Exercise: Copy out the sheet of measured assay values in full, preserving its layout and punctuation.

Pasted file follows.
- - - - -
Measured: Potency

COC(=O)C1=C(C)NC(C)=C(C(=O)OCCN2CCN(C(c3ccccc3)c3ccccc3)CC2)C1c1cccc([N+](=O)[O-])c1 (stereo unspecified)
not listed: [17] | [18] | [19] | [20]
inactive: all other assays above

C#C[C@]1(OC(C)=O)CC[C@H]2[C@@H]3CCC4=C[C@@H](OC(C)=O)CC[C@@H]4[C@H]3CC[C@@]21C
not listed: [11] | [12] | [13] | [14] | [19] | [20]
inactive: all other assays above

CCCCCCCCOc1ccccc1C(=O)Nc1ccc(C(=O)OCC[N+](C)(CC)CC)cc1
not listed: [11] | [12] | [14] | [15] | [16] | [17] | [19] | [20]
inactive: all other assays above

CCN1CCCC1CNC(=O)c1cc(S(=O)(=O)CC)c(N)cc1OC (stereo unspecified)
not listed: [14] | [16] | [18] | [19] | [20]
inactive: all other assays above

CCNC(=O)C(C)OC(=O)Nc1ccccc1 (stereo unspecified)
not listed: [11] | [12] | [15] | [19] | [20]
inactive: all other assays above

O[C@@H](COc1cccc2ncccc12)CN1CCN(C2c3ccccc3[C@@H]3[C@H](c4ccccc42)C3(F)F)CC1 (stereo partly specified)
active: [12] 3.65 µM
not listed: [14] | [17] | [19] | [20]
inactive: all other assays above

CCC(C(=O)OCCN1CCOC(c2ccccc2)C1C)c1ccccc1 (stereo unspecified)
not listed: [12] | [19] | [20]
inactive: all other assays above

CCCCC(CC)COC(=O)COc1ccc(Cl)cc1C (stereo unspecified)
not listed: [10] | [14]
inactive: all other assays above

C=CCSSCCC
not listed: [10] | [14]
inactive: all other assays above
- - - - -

Measured: Potency

COC(=O)C1=C(C)NC(C)=C(C(=O)OCCN2CCN(C(c3ccccc3)c3ccccc3)CC2)C1c1cccc([N+](=O)[O-])c1 (stereo unspecified)
not listed: [17] | [18] | [19] | [20]
inactive: all other assays above

C#C[C@]1(OC(C)=O)CC[C@H]2[C@@H]3CCC4=C[C@@H](OC(C)=O)CC[C@@H]4[C@H]3CC[C@@]21C
not listed: [11] | [12] | [13] | [14] | [19] | [20]
inactive: all other assays above

CCCCCCCCOc1ccccc1C(=O)Nc1ccc(C(=O)OCC[N+](C)(CC)CC)cc1
not listed: [11] | [12] | [14] | [15] | [16] | [17] | [19] | [20]
inactive: all other assays above

CCN1CCCC1CNC(=O)c1cc(S(=O)(=O)CC)c(N)cc1OC (stereo unspecified)
not listed: [14] | [16] | [18] | [19] | [20]
inactive: all other assays above

CCNC(=O)C(C)OC(=O)Nc1ccccc1 (stereo unspecified)
not listed: [11] | [12] | [15] | [19] | [20]
inactive: all other assays above

O[C@@H](COc1cccc2ncccc12)CN1CCN(C2c3ccccc3[C@@H]3[C@H](c4ccccc42)C3(F)F)CC1 (stereo partly specified)
active: [12] 3.65 µM
not listed: [14] | [17] | [19] | [20]
inactive: all other assays above

CCC(C(=O)OCCN1CCOC(c2ccccc2)C1C)c1ccccc1 (stereo unspecified)
not listed: [12] | [19] | [20]
inactive: all other assays above

CCCCC(CC)COC(=O)COc1ccc(Cl)cc1C (stereo unspecified)
not listed: [10] | [14]
inactive: all other assays above

C=CCSSCCC
not listed: [10] | [14]
inactive: all other assays above